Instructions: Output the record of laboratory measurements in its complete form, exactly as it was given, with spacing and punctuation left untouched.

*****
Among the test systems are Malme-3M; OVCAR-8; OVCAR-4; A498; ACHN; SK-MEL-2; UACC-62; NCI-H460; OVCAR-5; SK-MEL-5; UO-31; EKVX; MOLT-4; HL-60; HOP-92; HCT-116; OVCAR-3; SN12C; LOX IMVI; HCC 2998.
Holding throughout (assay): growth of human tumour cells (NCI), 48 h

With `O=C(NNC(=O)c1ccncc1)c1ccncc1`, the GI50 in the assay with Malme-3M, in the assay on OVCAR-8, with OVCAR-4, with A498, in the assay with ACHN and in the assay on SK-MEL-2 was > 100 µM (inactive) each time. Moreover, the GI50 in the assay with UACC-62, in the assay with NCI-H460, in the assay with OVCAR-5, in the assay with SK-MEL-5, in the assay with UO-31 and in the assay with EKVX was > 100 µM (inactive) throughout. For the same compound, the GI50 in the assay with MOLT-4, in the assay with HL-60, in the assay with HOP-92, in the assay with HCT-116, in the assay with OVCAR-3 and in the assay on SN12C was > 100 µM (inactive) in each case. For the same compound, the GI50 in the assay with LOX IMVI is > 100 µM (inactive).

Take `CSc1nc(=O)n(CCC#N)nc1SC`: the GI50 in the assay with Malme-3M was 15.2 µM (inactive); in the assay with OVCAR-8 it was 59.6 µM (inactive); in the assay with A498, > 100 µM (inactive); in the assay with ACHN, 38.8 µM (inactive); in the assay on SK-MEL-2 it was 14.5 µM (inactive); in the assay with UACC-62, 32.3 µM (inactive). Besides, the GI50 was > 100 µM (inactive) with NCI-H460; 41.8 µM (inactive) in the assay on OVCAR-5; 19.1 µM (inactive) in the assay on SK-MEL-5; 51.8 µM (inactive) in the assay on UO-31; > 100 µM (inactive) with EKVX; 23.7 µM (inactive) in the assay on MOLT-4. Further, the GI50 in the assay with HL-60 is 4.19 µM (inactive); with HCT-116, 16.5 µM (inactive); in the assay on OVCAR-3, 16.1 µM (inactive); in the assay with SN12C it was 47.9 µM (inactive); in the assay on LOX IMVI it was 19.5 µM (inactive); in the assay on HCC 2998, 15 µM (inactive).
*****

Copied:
Among the test systems are Malme-3M; OVCAR-8; OVCAR-4; A498; ACHN; SK-MEL-2; UACC-62; NCI-H460; OVCAR-5; SK-MEL-5; UO-31; EKVX; MOLT-4; HL-60; HOP-92; HCT-116; OVCAR-3; SN12C; LOX IMVI; HCC 2998.
Holding throughout (assay): growth of human tumour cells (NCI), 48 h

With `O=C(NNC(=O)c1ccncc1)c1ccncc1`, the GI50 in the assay with Malme-3M, in the assay on OVCAR-8, with OVCAR-4, with A498, in the assay with ACHN and in the assay on SK-MEL-2 was > 100 µM (inactive) each time. Moreover, the GI50 in the assay with UACC-62, in the assay with NCI-H460, in the assay with OVCAR-5, in the assay with SK-MEL-5, in the assay with UO-31 and in the assay with EKVX was > 100 µM (inactive) throughout. For the same compound, the GI50 in the assay with MOLT-4, in the assay with HL-60, in the assay with HOP-92, in the assay with HCT-116, in the assay with OVCAR-3 and in the assay on SN12C was > 100 µM (inactive) in each case. For the same compound, the GI50 in the assay with LOX IMVI is > 100 µM (inactive).

Take `CSc1nc(=O)n(CCC#N)nc1SC`: the GI50 in the assay with Malme-3M was 15.2 µM (inactive); in the assay with OVCAR-8 it was 59.6 µM (inactive); in the assay with A498, > 100 µM (inactive); in the assay with ACHN, 38.8 µM (inactive); in the assay on SK-MEL-2 it was 14.5 µM (inactive); in the assay with UACC-62, 32.3 µM (inactive). Besides, the GI50 was > 100 µM (inactive) with NCI-H460; 41.8 µM (inactive) in the assay on OVCAR-5; 19.1 µM (inactive) in the assay on SK-MEL-5; 51.8 µM (inactive) in the assay on UO-31; > 100 µM (inactive) with EKVX; 23.7 µM (inactive) in the assay on MOLT-4. Further, the GI50 in the assay with HL-60 is 4.19 µM (inactive); with HCT-116, 16.5 µM (inactive); in the assay on OVCAR-3, 16.1 µM (inactive); in the assay with SN12C it was 47.9 µM (inactive); in the assay on LOX IMVI it was 19.5 µM (inactive); in the assay on HCC 2998, 15 µM (inactive).